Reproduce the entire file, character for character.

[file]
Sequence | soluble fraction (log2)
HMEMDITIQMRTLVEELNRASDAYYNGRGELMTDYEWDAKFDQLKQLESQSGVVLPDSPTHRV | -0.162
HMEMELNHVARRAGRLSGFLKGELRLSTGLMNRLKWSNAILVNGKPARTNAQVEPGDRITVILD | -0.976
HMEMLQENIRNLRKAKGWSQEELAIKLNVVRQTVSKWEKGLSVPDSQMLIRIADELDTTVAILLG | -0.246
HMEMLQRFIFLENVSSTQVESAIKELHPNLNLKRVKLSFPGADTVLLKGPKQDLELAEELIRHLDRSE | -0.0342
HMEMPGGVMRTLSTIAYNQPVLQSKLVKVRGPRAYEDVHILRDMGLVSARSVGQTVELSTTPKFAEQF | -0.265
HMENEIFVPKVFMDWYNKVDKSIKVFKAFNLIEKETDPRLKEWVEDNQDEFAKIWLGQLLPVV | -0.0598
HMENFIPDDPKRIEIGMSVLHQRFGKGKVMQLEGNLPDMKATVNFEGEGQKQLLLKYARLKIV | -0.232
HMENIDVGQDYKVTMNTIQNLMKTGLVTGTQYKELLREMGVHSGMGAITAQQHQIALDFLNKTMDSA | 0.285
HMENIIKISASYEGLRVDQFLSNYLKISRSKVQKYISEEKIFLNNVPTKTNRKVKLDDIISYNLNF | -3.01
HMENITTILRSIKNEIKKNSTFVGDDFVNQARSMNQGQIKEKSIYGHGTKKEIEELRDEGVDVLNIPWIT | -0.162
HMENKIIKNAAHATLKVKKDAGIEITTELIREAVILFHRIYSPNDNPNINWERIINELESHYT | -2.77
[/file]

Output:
Sequence | soluble fraction (log2)
HMEMDITIQMRTLVEELNRASDAYYNGRGELMTDYEWDAKFDQLKQLESQSGVVLPDSPTHRV | -0.162
HMEMELNHVARRAGRLSGFLKGELRLSTGLMNRLKWSNAILVNGKPARTNAQVEPGDRITVILD | -0.976
HMEMLQENIRNLRKAKGWSQEELAIKLNVVRQTVSKWEKGLSVPDSQMLIRIADELDTTVAILLG | -0.246
HMEMLQRFIFLENVSSTQVESAIKELHPNLNLKRVKLSFPGADTVLLKGPKQDLELAEELIRHLDRSE | -0.0342
HMEMPGGVMRTLSTIAYNQPVLQSKLVKVRGPRAYEDVHILRDMGLVSARSVGQTVELSTTPKFAEQF | -0.265
HMENEIFVPKVFMDWYNKVDKSIKVFKAFNLIEKETDPRLKEWVEDNQDEFAKIWLGQLLPVV | -0.0598
HMENFIPDDPKRIEIGMSVLHQRFGKGKVMQLEGNLPDMKATVNFEGEGQKQLLLKYARLKIV | -0.232
HMENIDVGQDYKVTMNTIQNLMKTGLVTGTQYKELLREMGVHSGMGAITAQQHQIALDFLNKTMDSA | 0.285
HMENIIKISASYEGLRVDQFLSNYLKISRSKVQKYISEEKIFLNNVPTKTNRKVKLDDIISYNLNF | -3.01
HMENITTILRSIKNEIKKNSTFVGDDFVNQARSMNQGQIKEKSIYGHGTKKEIEELRDEGVDVLNIPWIT | -0.162
HMENKIIKNAAHATLKVKKDAGIEITTELIREAVILFHRIYSPNDNPNINWERIINELESHYT | -2.77